The national Accident and Emergency (A&E) four-hour waiting time target is once again in the news headlines. Performance against this recently fell to the lowest since records began, with only 79.8% of patients in December 2019 admitted, discharged or transferred to another hospital within 4 hours as opposed to the 95% standard.
Recent comments from the Health Secretary Matt Hancock suggest that the existing target is likely to be scrapped, echoing the interim recommendations of an ongoing review into NHS clinical targets that would replace the target with new goals that focus on reducing initial treatment times for severe cases and introducing an average waiting time target for all patients.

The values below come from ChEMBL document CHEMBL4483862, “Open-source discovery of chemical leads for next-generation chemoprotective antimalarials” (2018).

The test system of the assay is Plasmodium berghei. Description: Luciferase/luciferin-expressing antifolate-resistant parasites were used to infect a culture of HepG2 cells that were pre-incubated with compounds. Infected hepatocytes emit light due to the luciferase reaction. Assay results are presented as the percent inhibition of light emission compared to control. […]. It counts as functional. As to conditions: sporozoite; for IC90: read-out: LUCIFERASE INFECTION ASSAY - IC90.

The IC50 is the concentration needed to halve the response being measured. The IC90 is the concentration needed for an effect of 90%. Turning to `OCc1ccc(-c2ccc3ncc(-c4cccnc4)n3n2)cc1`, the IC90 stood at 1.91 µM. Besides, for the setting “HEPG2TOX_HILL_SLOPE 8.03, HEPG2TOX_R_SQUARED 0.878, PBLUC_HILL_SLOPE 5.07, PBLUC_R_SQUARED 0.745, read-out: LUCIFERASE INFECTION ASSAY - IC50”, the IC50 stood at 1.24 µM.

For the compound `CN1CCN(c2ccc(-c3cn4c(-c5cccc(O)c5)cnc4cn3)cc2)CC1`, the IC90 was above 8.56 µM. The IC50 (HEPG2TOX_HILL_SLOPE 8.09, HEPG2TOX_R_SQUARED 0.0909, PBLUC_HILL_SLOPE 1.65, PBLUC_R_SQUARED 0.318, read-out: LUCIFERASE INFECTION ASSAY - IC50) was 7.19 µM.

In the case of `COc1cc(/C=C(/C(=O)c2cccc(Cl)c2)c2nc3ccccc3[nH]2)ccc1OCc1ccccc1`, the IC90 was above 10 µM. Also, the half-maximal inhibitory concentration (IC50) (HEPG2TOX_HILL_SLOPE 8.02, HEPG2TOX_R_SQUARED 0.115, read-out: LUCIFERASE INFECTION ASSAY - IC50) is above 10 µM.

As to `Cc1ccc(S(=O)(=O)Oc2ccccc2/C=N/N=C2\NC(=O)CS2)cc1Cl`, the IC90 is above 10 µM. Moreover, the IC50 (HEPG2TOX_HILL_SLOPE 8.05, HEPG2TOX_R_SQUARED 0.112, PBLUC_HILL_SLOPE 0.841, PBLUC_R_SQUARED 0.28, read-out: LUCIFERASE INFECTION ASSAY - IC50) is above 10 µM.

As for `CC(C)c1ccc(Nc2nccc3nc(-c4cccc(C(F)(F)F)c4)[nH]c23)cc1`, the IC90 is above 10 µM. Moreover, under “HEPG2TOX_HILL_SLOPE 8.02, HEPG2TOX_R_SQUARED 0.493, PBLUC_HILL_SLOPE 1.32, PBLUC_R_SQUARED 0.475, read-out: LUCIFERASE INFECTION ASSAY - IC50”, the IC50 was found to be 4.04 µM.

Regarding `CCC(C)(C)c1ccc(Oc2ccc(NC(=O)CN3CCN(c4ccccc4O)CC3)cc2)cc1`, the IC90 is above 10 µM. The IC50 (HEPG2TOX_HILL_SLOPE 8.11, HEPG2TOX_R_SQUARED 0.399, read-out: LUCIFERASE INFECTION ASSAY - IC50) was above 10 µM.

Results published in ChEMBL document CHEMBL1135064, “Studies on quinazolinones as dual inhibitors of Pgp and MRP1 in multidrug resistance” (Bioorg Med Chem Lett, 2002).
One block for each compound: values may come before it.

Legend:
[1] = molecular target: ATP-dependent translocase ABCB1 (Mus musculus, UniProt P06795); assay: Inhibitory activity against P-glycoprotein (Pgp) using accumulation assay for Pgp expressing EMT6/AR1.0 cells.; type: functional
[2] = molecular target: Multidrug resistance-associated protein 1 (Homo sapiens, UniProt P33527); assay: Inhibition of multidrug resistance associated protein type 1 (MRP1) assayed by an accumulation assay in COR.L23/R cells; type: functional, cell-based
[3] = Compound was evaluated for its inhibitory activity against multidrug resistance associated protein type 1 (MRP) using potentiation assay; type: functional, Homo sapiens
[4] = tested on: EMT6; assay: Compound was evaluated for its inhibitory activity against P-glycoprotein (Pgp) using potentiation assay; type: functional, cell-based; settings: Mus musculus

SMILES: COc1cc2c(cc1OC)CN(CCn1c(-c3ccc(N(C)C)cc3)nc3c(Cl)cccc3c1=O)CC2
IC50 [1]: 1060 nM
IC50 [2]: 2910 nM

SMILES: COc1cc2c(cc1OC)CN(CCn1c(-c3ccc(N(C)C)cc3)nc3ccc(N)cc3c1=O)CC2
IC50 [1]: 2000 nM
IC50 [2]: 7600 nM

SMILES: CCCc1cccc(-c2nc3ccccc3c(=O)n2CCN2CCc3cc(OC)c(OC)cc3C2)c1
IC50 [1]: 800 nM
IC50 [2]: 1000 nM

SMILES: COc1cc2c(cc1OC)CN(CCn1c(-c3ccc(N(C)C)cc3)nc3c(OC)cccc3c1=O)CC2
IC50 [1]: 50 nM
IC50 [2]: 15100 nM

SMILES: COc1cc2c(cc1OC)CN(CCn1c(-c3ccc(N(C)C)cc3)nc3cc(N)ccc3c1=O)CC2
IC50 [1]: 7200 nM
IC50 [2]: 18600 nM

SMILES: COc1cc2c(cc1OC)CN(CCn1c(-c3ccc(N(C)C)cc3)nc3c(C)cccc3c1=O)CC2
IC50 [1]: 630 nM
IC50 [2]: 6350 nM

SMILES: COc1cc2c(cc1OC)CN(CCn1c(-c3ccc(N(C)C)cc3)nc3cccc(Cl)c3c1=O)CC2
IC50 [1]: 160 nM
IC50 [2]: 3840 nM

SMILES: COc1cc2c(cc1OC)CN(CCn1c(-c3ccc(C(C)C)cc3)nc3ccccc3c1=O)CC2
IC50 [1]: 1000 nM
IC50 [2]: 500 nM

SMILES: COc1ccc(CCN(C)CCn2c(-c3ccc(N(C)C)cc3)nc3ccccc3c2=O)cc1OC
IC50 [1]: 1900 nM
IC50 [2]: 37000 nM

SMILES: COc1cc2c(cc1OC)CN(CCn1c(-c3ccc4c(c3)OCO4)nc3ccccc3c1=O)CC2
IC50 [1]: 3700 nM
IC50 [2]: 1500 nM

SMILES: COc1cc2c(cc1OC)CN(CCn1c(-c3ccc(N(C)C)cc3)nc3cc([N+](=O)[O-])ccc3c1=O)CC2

But what does the target – and any potential changes to it – actually mean for patients? While this target is often used as a benchmark for overall hospital performance, a working paper by researchers at the IFS, Cornell University and the Massachusetts Institute for Technology (MIT) suggests that the target has meaningful impacts on patient outcomes. This paper studies the impact of the target on the treatments received by patients and their subsequent survival outcomes, and finds that the target was successful in reducing A&E waiting times, but increased the number of inpatient admission and costs. These impacts were accompanied by a large reduction in the mortality rate of A&E patients. These mortality reductions appear to be driven by shorter waiting times rather than additional treatment, and mostly affect patients with severe and potentially time-sensitive conditions such as sepsis and stroke. This suggests that the current target is playing an important role in reducing waits and improving mortality outcomes for high severity patients. As set out here, it is important that policymakers understand the relative costs and benefits of the current arrangement when considering potential changes to the target to ensure that any new incentives placed on hospitals help to deliver the best possible outcomes for NHS patients.